President: This used to be a bellwether, but no longer-Democrats can win down-ballot, and frequently do, but not for the White House.  Expect a narrow Trump victory.
Governor: I keep waiting for the shoe to drop in the Show-Me State.  After all, Republicans now dominate on a presidential level, but for some reason statewide Democrats remain quite competitive.  Iraq War veteran Eric Greitens (R) should be able to pick-up this seat from retiring Gov. Jay Nixon (not the most popular man in the state after the Ferguson Riots), but Attorney General Chris Koster has repeatedly been ahead of him in polls, to the point where I just don’t see a way for Greitens to get in if Trump is winning but underperforming up-ballot.  It’s a hold, but one that doesn’t make a lot of sense-the GOP dropped the ball here.
Senate: Now we’re getting into races I really don’t want to call.  The Senate battle between Sen. Roy Blunt, a first-term Republican, and Secretary of State Jason Kander, a young veteran of the War in Afghanistan, has featured one of the strangest tossups of the year.  In any normal cycle, Blunt would be the favorite, by a pretty decisive margin, but this isn’t a normal year and Kander is arguably the best challenger of 2016 from either party.  In a lot of ways this reminds me of the North Dakota Senate race, where Heidi Heitkamp overcame pretty much every obstacle (outrunning the Dem nominee for the White House, running a flawless campaign, and overcoming even the polls), and took the seat in a huge upset.  The only difference here is that Heitkamp was running in an open seat.  The dynamics of this race favor Blunt, but the momentum favors Kander, and I just can’t quite go there for the Democrats.  I hope I’m wrong, but the slightest of leans to Blunt.  If Kander does pull off the upset, expect him to become a part of the national conversation in the future.


President: I’m surprised there haven’t been more polls here, considering President Obama nearly won the Treasure State in 2008, but that lack of polls makes me think that both sides assume Trump will win, which is probably right.
Governor: Gov. Steve Bullock continues to luck out in terms of presidential races-four years ago he won despite succeeding a Democrat and having to outrun Mitt Romney.  Now he’s relatively popular, and the Republicans don’t appear that interested in challenging him, instead waiting four years to take a shot at the open seat.  As a result, he should win reelection by high single-digits.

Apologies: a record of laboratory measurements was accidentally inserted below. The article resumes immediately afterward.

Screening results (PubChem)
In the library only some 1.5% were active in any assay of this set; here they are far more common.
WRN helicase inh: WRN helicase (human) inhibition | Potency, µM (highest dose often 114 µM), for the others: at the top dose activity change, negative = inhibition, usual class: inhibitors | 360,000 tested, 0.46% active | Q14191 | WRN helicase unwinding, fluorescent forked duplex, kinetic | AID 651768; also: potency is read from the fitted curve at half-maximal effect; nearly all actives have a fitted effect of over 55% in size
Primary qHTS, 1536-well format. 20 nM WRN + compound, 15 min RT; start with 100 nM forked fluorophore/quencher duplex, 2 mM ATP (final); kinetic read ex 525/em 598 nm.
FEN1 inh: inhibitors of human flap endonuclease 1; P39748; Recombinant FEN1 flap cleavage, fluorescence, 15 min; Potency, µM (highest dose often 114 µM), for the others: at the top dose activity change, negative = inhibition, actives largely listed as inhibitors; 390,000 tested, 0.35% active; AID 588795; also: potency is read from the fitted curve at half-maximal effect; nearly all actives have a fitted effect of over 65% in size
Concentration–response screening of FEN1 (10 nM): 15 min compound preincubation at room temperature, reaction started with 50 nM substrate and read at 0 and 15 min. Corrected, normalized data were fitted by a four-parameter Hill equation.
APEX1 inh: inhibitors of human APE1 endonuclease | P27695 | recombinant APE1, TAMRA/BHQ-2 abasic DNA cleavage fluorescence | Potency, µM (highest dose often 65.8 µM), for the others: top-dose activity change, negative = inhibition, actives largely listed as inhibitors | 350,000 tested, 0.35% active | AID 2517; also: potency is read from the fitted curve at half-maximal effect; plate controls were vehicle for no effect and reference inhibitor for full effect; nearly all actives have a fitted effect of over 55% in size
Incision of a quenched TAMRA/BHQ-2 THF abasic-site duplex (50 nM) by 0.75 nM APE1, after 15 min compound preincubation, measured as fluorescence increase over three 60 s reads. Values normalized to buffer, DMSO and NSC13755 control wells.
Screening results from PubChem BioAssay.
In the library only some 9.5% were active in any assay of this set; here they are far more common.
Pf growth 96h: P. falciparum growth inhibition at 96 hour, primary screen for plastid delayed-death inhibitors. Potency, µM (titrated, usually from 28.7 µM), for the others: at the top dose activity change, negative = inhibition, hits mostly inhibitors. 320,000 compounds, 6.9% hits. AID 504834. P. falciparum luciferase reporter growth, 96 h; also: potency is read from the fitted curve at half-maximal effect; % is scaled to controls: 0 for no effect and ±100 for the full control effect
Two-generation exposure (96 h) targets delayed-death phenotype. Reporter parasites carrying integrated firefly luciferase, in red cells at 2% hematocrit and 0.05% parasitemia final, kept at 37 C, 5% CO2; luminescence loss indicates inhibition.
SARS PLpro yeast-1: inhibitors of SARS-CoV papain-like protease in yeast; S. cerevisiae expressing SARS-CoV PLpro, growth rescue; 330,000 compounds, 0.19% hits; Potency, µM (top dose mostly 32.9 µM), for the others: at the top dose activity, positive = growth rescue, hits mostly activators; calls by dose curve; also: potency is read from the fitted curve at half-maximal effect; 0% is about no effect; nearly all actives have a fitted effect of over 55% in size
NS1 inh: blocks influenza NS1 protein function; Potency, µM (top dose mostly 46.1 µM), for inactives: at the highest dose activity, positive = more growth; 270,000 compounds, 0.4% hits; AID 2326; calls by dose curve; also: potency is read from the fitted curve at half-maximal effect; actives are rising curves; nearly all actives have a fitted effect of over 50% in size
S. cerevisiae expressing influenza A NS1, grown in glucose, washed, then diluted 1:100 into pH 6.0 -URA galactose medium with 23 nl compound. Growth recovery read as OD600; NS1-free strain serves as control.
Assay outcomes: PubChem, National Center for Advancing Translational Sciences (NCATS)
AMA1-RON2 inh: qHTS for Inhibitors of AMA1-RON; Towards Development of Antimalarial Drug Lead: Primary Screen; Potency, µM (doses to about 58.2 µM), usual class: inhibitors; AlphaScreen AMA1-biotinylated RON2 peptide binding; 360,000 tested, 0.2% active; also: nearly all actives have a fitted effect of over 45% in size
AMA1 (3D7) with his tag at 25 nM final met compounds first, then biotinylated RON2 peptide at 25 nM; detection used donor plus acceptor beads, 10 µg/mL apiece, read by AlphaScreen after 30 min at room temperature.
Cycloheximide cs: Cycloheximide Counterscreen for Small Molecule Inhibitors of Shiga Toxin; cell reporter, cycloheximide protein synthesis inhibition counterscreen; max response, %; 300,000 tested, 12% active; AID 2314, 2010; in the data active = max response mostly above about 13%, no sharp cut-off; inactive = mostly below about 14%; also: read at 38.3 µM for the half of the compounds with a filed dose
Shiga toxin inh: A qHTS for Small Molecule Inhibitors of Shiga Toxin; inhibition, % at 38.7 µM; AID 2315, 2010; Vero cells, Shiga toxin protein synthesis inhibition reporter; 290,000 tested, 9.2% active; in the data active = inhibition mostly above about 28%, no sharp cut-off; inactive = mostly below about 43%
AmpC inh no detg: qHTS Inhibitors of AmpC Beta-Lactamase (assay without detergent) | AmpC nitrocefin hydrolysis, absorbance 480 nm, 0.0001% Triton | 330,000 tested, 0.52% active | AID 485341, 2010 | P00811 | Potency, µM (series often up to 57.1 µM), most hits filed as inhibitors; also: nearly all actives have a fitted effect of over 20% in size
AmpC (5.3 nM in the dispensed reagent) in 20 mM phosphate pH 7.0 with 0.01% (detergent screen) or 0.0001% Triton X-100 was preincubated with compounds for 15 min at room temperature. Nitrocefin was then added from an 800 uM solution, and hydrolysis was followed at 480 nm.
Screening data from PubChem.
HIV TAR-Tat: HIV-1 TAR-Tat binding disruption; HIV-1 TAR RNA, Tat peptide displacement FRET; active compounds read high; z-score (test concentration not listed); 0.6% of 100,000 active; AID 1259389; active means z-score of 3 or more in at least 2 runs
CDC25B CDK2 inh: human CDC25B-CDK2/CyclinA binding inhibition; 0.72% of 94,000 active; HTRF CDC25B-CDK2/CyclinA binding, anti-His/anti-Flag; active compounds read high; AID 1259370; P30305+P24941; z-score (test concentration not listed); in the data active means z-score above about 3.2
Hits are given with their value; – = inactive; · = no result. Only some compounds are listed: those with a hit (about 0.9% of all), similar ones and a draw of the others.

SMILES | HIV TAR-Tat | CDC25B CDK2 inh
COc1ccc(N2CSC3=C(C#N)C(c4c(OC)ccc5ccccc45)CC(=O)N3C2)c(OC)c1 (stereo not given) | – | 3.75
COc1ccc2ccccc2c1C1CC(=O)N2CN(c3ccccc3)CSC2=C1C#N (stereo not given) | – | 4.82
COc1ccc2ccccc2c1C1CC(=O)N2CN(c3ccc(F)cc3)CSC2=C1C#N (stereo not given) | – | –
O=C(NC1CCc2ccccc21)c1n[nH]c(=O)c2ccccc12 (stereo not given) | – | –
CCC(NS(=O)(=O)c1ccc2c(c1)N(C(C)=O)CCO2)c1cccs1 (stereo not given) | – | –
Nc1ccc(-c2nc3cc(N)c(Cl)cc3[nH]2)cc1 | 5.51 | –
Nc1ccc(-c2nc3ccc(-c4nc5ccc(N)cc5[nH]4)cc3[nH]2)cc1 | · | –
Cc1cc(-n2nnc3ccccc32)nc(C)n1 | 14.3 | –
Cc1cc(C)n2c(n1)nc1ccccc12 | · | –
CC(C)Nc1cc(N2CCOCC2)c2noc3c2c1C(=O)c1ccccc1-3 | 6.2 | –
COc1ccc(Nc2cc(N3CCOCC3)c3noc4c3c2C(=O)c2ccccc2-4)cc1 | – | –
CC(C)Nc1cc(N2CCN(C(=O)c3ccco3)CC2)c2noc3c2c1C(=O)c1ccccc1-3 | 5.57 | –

House: House Majority PAC raised a lot of eyebrows recently when they bought ads for the final two weeks of the House race, but polling doesn’t indicate as to why.  Rep. Ryan Zinke doesn’t appear vulnerable, and while he has a solid challenger in State Superintendent Denise Juneau, the race doesn’t feel competitive.  I am curious about results here (were they seeing something closer than expected or wash this a psych-out?), but I don’t see how Zinke loses.


President: I’m still wondering if Hillary Clinton could, in fact, pickup Nebraska’s 2nd congressional district.  The rest of the state is Solid Trump, but this seat is a tossup and some are still calling it for her.  I’m going to go there, actually-Hillary Clinton, thanks in large part to her emerging strength with college-educated white voters (and with women in general) takes one electoral vote in a similar fashion to Barack Obama eight years ago (this is another race that I’m going against what I planned on doing, for the record, and would be the first of her states I’d suspect to drop if she does poorer on Election Day than expected).
House: If Hillary Clinton is likely to win NE-2 by a nose, it goes to reason that down-ballot will be helped by that.  I expect Rep. Brad Ashford, despite not being a superb campaigner, to outperform her and as a result hold the seat he picked up two years ago (meaning he’ll have this seat two years longer than I anticipated).

Attorney General Catherine Cortez Masto (D-NV)

President: If early voting numbers are to be believed, this is where Clinton’s ground game will pay off the biggest dividends.  While the polls show this race neck-and-neck, the early-voting numbers are very favorable to the Clinton camp, and polls have historically underrepresented Democrats here.  As a result, I’m saying this is going to Hillary Clinton, perhaps by more than the 1-2 points she’s expected to take it by already.
Senate: I have said for months that, thanks to that underrepresentation of Democrats in polling, if this race looks tied on Election Day, the tie goes to the left.  That’s about where we’re at-polling aggregates may give a slight lean to Catherine Cortez Masto thanks to her rebounding post the Access Hollywood video (keep in mind it’s easier for die-hard Trump supporters who are angry and want to vote against Joe Heck to do so in Nevada because there is literally a “None of the Above” option on the ballot), but this is very competitive.  However, I think the dynamics of the race and my hunches about it (early voting giving the Democrats a bit of an advantage, Cortez Masto gaining ground at the last minute, polling usually favoring GOP in the Silver State, and the Reid machine going at full-force), means that Nevadans will probably end up electing the first Latina senator in US history.